Design/methodology/approach

In this method, aspiring education leaders use the writing of case studies – frequently featuring themselves as an actor in a narrative of organizational development or change – to advance their reflection in and on action. The study is then shared with members of the candidate's peer group (cohort members, faculty, or senior practitioners) as a step to building and integrating the candidate in a community of practice. To illustrate, the authors publish the case of a novice school‐leader's voyage to create unity and solidarity among a divided staff. The paper shows that case writing can enrich our arsenal of pedagogies that move the novice beyond the dualism of scholarship and practice.

Findings

Case writing uniquely facilitates reflection‐in‐action and the building of communities of practice.

Practical implications

Innovative pedagogies are required if practitioner education and training are to take their distinct place next to that of researchers and academics.

Originality/value

This paper describes the use of case writing cum peer review as a tool to develop the practical knowledge of fledgling educational leaders.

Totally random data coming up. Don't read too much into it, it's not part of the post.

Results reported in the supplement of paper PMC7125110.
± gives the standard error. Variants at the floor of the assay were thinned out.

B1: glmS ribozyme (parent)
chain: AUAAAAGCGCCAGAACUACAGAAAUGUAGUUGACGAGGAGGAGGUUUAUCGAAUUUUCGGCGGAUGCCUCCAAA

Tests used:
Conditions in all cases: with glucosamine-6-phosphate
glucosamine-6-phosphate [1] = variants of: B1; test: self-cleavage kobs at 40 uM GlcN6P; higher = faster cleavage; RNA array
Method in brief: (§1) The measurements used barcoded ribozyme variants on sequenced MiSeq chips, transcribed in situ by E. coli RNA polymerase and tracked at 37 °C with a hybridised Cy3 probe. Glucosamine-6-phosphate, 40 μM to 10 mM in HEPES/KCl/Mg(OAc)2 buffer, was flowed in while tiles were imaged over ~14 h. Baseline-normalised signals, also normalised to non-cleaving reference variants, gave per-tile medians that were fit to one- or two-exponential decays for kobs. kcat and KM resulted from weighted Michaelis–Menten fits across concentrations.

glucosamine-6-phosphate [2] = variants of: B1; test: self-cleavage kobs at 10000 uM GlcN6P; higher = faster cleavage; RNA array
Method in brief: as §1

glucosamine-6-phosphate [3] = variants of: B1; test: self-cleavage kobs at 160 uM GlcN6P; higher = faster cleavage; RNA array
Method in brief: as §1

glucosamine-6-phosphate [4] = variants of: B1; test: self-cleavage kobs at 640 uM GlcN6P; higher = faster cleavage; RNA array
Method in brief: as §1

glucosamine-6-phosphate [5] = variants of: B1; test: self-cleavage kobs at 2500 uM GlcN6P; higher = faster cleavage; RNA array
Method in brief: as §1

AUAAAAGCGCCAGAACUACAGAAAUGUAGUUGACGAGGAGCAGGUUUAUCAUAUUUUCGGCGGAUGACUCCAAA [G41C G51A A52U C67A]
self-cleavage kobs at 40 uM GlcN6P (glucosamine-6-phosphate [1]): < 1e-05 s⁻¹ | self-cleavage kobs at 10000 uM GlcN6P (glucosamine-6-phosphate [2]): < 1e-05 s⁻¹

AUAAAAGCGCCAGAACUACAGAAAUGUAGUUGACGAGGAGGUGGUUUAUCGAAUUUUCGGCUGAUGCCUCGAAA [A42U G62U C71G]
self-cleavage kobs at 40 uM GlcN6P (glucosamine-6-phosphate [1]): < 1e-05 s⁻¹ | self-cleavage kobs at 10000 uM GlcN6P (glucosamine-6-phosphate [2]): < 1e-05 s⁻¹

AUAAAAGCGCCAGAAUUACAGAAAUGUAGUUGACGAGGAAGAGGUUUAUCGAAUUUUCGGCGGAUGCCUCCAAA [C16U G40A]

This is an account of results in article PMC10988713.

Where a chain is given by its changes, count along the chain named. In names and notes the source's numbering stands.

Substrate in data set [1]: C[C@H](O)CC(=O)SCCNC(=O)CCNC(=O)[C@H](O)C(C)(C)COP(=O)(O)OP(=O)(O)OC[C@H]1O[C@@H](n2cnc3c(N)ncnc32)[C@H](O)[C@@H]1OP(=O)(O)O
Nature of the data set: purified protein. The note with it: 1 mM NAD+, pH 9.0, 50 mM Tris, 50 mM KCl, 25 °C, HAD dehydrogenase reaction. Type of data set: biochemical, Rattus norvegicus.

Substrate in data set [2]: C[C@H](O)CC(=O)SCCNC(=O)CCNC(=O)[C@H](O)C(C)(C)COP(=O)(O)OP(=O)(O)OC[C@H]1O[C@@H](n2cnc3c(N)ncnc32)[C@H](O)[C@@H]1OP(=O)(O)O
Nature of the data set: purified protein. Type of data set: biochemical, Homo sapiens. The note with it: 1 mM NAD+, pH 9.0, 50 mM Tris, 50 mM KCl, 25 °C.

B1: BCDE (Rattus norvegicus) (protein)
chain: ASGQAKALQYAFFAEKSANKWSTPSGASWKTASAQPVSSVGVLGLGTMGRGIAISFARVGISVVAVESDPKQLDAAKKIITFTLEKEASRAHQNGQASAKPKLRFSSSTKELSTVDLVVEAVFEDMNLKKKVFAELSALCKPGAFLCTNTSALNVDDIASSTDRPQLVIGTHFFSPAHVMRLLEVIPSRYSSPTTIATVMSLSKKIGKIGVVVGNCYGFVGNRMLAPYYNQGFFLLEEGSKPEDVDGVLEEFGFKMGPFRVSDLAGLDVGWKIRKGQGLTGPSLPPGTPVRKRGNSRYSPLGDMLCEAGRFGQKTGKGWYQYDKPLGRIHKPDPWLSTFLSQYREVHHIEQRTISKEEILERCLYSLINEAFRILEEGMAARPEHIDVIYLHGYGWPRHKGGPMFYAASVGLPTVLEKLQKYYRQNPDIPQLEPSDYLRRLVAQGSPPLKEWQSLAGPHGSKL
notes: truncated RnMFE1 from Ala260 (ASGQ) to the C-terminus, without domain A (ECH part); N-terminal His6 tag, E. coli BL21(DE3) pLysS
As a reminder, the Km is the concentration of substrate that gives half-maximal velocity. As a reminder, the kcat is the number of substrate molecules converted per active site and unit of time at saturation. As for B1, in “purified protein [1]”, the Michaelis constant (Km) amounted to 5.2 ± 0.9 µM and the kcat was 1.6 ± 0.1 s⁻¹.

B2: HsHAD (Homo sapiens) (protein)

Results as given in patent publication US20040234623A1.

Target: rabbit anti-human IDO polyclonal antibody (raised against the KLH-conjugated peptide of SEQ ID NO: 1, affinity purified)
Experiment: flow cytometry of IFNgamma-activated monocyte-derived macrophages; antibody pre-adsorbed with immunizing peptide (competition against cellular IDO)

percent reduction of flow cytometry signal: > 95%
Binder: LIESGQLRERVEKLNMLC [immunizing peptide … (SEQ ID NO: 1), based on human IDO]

Details

Journal of Educational Administration, vol. 48 no. 1
Type: Research Article
ISSN: 0957-8234

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Article
Publication date: 30 September 2014

Nicole Anae

There has been virtually no explication of poetry-writing pedagogy in historical accounts of Australian distance education during the 1930s. The purpose of this paper is…

Abstract

Purpose

There has been virtually no explication of poetry-writing pedagogy in historical accounts of Australian distance education during the 1930s. The purpose of this paper is to satisfy this gap in scholarship.

Design/methodology/approach

The paper concerns a particular episode in the cultural history of education; an episode upon which print media of the 1930s sheds a distinctive light. The paper therefore draws extensively on 1930s press reports to: contextualise the key educational debates and prime-movers inspiring verse-writing pedagogy in Australian education, particularly distance education, in order to; concentrate specific attention on the creation and popular reception of Brave Young Singers (1938), the first and only anthology of children's poetry written entirely by students of the correspondence classes of Western Australia.